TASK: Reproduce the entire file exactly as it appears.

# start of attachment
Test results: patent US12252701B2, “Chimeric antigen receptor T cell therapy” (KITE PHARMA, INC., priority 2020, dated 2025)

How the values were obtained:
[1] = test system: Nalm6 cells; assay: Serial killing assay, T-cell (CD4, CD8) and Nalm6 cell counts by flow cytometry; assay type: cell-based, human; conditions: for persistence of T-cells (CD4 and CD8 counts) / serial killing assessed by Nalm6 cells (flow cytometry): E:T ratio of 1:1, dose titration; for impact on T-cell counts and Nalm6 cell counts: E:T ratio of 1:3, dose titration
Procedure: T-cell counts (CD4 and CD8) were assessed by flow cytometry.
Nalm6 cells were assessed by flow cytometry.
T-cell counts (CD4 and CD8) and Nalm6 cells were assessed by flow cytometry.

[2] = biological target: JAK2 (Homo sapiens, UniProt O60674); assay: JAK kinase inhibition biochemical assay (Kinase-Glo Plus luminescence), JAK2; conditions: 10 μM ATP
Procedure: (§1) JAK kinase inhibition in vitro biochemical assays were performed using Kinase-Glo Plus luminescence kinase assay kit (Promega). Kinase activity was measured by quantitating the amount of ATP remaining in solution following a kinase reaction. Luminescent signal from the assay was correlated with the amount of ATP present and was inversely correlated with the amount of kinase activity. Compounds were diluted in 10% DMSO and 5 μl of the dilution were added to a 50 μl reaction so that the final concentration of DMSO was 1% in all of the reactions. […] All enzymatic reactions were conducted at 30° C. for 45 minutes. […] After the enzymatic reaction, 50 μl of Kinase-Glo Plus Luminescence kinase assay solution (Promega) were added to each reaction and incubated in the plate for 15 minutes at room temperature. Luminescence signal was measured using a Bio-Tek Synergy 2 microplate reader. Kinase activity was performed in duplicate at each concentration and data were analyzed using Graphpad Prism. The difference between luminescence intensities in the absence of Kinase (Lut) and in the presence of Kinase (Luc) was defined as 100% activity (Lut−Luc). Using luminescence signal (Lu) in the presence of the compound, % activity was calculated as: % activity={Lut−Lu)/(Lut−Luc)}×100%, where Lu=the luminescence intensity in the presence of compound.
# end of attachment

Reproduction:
Test results: patent US12252701B2, “Chimeric antigen receptor T cell therapy” (KITE PHARMA, INC., priority 2020, dated 2025)

How the values were obtained:
[1] = test system: Nalm6 cells; assay: Serial killing assay, T-cell (CD4, CD8) and Nalm6 cell counts by flow cytometry; assay type: cell-based, human; conditions: for persistence of T-cells (CD4 and CD8 counts) / serial killing assessed by Nalm6 cells (flow cytometry): E:T ratio of 1:1, dose titration; for impact on T-cell counts and Nalm6 cell counts: E:T ratio of 1:3, dose titration
Procedure: T-cell counts (CD4 and CD8) were assessed by flow cytometry.
Nalm6 cells were assessed by flow cytometry.
T-cell counts (CD4 and CD8) and Nalm6 cells were assessed by flow cytometry.

[2] = biological target: JAK2 (Homo sapiens, UniProt O60674); assay: JAK kinase inhibition biochemical assay (Kinase-Glo Plus luminescence), JAK2; conditions: 10 μM ATP
Procedure: (§1) JAK kinase inhibition in vitro biochemical assays were performed using Kinase-Glo Plus luminescence kinase assay kit (Promega). Kinase activity was measured by quantitating the amount of ATP remaining in solution following a kinase reaction. Luminescent signal from the assay was correlated with the amount of ATP present and was inversely correlated with the amount of kinase activity. Compounds were diluted in 10% DMSO and 5 μl of the dilution were added to a 50 μl reaction so that the final concentration of DMSO was 1% in all of the reactions. […] All enzymatic reactions were conducted at 30° C. for 45 minutes. […] After the enzymatic reaction, 50 μl of Kinase-Glo Plus Luminescence kinase assay solution (Promega) were added to each reaction and incubated in the plate for 15 minutes at room temperature. Luminescence signal was measured using a Bio-Tek Synergy 2 microplate reader. Kinase activity was performed in duplicate at each concentration and data were analyzed using Graphpad Prism. The difference between luminescence intensities in the absence of Kinase (Lut) and in the presence of Kinase (Luc) was defined as 100% activity (Lut−Luc). Using luminescence signal (Lu) in the presence of the compound, % activity was calculated as: % activity={Lut−Lu)/(Lut−Luc)}×100%, where Lu=the luminescence intensity in the presence of compound.